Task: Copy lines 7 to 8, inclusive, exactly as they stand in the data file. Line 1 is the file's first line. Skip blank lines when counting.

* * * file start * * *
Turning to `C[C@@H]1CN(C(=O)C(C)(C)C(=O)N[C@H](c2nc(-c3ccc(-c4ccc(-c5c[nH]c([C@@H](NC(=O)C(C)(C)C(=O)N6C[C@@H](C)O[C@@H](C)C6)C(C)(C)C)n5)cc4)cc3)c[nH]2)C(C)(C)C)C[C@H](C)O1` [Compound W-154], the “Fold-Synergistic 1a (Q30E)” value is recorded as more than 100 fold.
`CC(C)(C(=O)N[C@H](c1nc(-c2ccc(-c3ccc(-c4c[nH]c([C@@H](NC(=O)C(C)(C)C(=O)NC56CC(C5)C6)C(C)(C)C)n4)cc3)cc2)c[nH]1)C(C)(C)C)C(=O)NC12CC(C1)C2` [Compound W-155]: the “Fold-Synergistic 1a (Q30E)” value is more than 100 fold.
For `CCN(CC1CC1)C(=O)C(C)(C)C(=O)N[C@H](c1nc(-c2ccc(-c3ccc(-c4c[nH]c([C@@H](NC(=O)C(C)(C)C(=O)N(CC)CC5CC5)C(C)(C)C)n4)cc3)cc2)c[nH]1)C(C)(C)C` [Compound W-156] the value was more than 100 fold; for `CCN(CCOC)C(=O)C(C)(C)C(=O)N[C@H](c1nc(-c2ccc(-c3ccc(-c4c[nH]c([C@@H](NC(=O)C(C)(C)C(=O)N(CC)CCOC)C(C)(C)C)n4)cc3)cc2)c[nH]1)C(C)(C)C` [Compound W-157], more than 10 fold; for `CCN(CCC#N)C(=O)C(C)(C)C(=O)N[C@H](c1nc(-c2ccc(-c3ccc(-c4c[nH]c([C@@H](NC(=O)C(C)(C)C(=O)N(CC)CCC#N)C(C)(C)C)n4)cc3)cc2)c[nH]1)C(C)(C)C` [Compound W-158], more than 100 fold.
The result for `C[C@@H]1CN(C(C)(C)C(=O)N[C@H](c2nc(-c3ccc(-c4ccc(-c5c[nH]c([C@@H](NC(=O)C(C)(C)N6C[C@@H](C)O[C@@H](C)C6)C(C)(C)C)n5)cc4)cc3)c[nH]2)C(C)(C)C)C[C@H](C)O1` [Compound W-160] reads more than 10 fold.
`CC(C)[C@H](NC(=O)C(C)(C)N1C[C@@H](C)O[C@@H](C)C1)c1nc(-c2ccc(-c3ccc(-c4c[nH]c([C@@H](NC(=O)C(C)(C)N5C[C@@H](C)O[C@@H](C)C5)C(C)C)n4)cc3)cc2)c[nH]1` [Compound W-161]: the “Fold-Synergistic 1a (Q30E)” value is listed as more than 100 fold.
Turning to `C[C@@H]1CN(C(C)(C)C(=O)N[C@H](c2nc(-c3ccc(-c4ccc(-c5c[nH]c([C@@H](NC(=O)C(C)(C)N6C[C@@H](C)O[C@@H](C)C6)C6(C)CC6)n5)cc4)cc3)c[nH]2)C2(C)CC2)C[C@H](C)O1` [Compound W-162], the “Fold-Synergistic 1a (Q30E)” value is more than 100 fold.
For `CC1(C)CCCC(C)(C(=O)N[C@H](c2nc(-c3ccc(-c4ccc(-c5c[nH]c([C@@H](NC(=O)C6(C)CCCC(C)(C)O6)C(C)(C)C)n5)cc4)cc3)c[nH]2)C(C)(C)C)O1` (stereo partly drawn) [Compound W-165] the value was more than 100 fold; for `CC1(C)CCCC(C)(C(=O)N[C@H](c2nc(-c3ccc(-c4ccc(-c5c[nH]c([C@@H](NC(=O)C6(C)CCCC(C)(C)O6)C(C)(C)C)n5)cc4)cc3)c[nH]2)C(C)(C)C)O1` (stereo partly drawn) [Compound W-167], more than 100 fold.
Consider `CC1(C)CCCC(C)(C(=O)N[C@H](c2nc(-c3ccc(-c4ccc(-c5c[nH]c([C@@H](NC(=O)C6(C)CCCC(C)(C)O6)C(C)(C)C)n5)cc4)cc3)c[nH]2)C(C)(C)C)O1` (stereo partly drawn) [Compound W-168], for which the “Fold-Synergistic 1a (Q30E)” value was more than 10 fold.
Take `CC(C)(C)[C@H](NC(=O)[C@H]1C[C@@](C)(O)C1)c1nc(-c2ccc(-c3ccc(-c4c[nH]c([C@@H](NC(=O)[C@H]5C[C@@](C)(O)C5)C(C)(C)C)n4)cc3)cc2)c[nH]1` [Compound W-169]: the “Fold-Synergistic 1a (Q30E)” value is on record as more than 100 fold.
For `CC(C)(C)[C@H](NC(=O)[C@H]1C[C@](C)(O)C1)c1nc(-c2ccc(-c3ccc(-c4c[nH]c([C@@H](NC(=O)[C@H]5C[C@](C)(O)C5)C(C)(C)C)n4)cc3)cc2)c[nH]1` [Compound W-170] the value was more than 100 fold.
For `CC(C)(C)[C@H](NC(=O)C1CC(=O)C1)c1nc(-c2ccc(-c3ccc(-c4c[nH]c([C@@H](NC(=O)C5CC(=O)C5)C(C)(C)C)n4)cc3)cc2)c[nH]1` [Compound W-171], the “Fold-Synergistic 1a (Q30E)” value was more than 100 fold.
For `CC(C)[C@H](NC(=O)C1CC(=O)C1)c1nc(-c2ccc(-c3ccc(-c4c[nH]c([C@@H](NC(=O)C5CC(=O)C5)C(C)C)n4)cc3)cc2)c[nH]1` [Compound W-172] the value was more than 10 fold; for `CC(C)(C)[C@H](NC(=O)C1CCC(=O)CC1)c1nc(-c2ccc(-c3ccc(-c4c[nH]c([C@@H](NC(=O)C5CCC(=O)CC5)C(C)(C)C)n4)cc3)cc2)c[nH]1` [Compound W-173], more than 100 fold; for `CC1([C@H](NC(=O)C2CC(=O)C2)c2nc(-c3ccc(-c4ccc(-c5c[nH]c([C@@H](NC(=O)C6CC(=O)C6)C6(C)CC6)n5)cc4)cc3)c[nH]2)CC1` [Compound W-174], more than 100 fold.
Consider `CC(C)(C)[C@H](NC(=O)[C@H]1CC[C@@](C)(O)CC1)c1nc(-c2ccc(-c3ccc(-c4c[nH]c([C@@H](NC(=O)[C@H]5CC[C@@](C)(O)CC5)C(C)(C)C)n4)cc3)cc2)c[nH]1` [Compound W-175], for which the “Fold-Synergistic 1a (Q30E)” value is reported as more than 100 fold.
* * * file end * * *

For `CC1(C)CCCC(C)(C(=O)N[C@H](c2nc(-c3ccc(-c4ccc(-c5c[nH]c([C@@H](NC(=O)C6(C)CCCC(C)(C)O6)C(C)(C)C)n5)cc4)cc3)c[nH]2)C(C)(C)C)O1` (stereo partly drawn) [Compound W-165] the value was more than 100 fold; for `CC1(C)CCCC(C)(C(=O)N[C@H](c2nc(-c3ccc(-c4ccc(-c5c[nH]c([C@@H](NC(=O)C6(C)CCCC(C)(C)O6)C(C)(C)C)n5)cc4)cc3)c[nH]2)C(C)(C)C)O1` (stereo partly drawn) [Compound W-167], more than 100 fold.
Consider `CC1(C)CCCC(C)(C(=O)N[C@H](c2nc(-c3ccc(-c4ccc(-c5c[nH]c([C@@H](NC(=O)C6(C)CCCC(C)(C)O6)C(C)(C)C)n5)cc4)cc3)c[nH]2)C(C)(C)C)O1` (stereo partly drawn) [Compound W-168], for which the “Fold-Synergistic 1a (Q30E)” value was more than 10 fold.